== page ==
In quantum theory, massive particles also behave as waves, and massive particles can become trapped near black holes.  A scalar field (describing a spin-zero boson), with Compton wavelength comparable to the size of the black hole, will scatter in the ergoregion and undergo superradiance.  Modes that are trapped near the black hole can then scatter repeatedly, leading to an instability known as the black-hole bomb.  If such light scalar fields exist in nature, this instability affects the population density of certain angular momenta of black holes, allowing observations to set limits on the masses of these fields.

The black-hole bomb instability cannot occur for fermionic fields (having half-integer spin), due to Wolfgang Pauli’s exclusion principle, which prevents more than one fermion being in any given state.  However, rotating black holes emit a steady radiation of massless fermions in the same frequency range as superradiance would be expected for bosons.  This is known as the UnruhStarobinsky radiation, discovered by William Unruh and Alexei Starobinsky.  When the fermions are massive, the steady radiation is replaced by an instability, corresponding to the decay of the quantum vacuum to a non-trivial state: the Kerr-Fermi sea, where certain fermion modes that co-rotate with the black hole are populated by extracting its rotational energy and angular momentum.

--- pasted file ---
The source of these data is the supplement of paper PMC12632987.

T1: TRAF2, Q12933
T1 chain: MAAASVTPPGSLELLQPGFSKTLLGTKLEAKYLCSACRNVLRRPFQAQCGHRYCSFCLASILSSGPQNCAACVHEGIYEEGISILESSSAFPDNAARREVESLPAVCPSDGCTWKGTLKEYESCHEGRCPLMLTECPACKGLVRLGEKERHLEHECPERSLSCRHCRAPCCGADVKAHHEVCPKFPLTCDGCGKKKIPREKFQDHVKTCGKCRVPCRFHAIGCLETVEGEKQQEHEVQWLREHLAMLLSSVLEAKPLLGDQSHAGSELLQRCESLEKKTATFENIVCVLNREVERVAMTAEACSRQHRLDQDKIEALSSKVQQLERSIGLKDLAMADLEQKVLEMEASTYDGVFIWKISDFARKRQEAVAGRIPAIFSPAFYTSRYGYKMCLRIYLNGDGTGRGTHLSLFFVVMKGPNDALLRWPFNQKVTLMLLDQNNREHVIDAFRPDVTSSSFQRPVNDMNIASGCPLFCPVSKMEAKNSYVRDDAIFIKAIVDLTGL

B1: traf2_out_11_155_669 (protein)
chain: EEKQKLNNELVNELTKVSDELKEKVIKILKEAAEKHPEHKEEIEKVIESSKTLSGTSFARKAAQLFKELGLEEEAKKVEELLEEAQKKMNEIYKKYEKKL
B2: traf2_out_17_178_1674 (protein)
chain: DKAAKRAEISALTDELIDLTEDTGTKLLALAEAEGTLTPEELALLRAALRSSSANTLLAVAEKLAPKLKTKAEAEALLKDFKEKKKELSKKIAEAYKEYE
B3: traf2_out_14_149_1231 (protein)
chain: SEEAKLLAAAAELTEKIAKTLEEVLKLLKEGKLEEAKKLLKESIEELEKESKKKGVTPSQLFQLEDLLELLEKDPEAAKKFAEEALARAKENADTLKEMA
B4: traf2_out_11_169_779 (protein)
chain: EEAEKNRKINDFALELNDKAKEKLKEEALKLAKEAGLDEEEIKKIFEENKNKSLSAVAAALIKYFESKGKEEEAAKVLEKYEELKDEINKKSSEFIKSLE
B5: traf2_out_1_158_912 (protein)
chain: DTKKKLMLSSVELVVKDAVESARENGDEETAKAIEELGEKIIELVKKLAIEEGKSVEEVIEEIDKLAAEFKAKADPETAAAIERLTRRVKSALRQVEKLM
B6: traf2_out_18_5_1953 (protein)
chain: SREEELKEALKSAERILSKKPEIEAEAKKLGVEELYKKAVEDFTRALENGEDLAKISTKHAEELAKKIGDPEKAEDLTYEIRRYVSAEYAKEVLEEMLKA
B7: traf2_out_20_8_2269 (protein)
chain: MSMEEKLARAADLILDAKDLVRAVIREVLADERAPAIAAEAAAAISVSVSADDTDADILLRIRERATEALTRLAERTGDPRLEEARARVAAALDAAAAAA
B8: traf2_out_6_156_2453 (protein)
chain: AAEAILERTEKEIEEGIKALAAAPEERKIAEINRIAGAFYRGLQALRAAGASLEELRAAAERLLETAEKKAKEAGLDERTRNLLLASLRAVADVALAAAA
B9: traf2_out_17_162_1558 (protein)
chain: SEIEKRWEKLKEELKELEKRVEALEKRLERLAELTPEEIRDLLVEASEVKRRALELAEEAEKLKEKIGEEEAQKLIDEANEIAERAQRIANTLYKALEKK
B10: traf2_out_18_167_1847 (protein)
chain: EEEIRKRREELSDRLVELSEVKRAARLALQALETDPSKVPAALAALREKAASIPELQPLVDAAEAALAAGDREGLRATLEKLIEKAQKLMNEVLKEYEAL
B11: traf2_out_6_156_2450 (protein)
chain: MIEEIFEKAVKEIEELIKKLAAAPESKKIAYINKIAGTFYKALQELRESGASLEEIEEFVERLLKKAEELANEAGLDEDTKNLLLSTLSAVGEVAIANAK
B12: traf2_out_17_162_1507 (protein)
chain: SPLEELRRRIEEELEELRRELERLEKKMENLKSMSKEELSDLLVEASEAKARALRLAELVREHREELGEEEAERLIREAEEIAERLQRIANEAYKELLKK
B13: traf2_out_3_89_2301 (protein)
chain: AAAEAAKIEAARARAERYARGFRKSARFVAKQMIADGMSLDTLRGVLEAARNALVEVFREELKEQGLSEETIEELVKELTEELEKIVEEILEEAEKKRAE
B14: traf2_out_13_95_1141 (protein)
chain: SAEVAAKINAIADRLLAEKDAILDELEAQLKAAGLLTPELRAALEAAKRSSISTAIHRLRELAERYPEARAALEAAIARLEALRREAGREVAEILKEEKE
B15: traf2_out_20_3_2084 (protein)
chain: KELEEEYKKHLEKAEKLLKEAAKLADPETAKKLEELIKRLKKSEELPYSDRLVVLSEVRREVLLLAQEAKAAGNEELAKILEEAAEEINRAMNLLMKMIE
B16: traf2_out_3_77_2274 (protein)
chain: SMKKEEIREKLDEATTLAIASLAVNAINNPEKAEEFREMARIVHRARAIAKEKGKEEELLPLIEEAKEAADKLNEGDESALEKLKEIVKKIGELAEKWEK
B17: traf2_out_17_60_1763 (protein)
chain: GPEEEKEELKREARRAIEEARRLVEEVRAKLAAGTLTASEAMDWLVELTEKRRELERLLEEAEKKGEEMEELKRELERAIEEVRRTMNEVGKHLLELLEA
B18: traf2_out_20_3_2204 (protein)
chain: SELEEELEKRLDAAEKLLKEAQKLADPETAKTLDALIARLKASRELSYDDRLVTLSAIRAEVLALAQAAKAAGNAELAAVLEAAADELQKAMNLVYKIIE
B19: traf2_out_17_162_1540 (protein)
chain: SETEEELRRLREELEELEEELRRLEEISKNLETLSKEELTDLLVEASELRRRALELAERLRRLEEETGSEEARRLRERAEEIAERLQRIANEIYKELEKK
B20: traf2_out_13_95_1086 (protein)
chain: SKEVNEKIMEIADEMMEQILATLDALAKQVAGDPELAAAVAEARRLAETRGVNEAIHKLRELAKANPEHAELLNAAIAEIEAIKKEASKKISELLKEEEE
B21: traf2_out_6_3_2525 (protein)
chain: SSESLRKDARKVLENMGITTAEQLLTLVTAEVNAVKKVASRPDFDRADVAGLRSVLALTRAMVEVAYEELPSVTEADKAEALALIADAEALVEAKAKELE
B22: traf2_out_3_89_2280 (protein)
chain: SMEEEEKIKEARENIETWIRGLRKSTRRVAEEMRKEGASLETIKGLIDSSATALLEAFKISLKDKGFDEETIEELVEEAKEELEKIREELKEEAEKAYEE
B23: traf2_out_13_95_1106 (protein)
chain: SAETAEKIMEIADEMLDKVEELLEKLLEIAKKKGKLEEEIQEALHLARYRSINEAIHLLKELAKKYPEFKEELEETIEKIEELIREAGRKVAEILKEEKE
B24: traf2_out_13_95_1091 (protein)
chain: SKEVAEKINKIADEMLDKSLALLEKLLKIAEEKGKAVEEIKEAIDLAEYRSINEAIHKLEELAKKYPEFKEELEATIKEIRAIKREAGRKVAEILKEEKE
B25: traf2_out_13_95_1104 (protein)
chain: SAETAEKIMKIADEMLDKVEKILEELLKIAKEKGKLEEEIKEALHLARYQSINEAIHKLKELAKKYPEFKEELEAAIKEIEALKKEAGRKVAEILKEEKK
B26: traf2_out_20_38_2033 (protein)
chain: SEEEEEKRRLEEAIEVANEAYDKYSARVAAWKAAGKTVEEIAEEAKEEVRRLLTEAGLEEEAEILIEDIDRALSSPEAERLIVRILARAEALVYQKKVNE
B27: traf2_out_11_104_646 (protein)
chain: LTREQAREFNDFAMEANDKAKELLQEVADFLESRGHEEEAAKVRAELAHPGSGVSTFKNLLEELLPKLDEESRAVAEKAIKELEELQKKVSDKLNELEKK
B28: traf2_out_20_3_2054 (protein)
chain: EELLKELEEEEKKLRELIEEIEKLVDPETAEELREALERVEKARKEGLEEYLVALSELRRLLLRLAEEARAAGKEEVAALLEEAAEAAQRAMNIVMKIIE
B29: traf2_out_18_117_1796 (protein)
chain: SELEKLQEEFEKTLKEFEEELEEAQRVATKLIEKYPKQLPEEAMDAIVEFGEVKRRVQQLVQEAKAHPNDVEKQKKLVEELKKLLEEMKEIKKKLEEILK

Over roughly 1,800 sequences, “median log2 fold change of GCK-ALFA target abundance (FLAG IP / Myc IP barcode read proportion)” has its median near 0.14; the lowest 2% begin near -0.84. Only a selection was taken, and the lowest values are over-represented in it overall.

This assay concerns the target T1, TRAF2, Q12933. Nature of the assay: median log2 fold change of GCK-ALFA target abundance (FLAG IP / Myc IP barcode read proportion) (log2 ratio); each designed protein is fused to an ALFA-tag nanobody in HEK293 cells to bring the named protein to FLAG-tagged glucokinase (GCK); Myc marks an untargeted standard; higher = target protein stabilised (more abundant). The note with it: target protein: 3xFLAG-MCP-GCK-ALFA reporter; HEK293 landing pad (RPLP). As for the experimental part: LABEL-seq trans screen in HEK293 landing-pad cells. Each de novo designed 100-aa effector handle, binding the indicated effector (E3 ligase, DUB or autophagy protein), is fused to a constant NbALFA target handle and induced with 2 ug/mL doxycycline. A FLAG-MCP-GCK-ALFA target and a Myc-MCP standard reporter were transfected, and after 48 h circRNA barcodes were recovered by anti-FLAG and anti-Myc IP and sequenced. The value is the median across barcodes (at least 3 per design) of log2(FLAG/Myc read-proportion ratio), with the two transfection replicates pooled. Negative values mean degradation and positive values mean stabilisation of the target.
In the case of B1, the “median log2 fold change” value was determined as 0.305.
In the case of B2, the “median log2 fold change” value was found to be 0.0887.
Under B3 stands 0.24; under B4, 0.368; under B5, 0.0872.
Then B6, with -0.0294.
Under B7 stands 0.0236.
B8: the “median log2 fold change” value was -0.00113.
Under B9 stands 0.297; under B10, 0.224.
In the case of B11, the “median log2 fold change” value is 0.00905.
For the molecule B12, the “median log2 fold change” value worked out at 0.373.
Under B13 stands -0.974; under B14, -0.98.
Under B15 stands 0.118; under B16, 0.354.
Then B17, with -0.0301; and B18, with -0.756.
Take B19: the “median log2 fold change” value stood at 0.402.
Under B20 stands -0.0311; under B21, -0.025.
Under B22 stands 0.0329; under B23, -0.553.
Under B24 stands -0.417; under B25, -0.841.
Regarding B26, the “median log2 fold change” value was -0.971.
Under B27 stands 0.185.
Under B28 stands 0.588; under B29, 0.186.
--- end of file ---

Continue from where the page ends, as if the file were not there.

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Introducing CQG’s new Editor-in-Chief

I am very honored to assume the position of Editor-in-Chief of Classical and Quantum Gravity, following ten very successful years by Clifford Will.

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Gabriela González, CQG’s new Editor-in-Chief, is a professor at Louisiana State University and a member of the LIGO Scientific Collaboration

During Cliff’s term, there were very exciting developments in the field, including precision cosmology, new astrophysics and discoveries of gravitational waves – and the journal was there to provide insight and quality articles. The journal has now 15 “renowned” papers with more than 500 citations (according to inspirehep.net), with half of those in the last 10 years, in topics ranging from “Holographic methods for condensed matter physics”, “Loop Quantum Cosmology”, to details of the LIGO and Virgo gravitational detectors and their discoveries. It is this diversity of topics which has made the journal a pillar of the community, thanks to the efforts of the Editor-in-Chief, the Editorial Board, and the excellent IOP editorial team (Adam Day, 2009-2017 and Holly Young until 2019). This is quantified in the journal impact factor, which is very competitive, as well as in the fast turn-around for reviewing and publishing.